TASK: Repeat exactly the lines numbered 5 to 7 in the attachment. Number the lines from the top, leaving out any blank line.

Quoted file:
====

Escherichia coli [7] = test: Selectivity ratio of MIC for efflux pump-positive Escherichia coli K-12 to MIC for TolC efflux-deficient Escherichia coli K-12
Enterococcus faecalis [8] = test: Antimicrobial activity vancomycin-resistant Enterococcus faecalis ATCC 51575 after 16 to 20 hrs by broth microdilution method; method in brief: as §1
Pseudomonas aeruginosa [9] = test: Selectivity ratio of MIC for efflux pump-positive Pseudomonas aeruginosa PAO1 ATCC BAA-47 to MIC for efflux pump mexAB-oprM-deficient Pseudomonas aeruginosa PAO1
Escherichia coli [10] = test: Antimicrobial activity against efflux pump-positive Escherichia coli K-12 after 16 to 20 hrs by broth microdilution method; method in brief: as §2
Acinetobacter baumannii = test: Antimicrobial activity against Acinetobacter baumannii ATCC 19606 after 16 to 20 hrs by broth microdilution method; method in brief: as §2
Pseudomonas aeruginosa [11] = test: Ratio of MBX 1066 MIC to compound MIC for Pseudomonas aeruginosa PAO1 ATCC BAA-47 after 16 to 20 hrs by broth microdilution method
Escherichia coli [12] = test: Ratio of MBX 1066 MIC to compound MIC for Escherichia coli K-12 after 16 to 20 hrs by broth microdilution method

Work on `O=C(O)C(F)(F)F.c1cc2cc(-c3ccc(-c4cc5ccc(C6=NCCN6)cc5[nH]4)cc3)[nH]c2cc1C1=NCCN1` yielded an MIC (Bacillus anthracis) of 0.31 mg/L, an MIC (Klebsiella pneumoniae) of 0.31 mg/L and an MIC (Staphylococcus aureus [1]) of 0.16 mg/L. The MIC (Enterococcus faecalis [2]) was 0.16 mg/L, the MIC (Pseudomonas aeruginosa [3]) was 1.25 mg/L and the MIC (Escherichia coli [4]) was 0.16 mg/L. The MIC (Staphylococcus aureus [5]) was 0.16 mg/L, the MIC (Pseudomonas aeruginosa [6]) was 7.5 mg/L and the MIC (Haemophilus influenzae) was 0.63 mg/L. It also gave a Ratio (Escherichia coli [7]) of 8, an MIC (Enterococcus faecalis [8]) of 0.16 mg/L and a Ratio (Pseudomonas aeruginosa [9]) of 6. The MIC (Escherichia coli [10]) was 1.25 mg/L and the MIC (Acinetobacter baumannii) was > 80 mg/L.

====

Acinetobacter baumannii = test: Antimicrobial activity against Acinetobacter baumannii ATCC 19606 after 16 to 20 hrs by broth microdilution method; method in brief: as §2
Pseudomonas aeruginosa [11] = test: Ratio of MBX 1066 MIC to compound MIC for Pseudomonas aeruginosa PAO1 ATCC BAA-47 after 16 to 20 hrs by broth microdilution method
Escherichia coli [12] = test: Ratio of MBX 1066 MIC to compound MIC for Escherichia coli K-12 after 16 to 20 hrs by broth microdilution method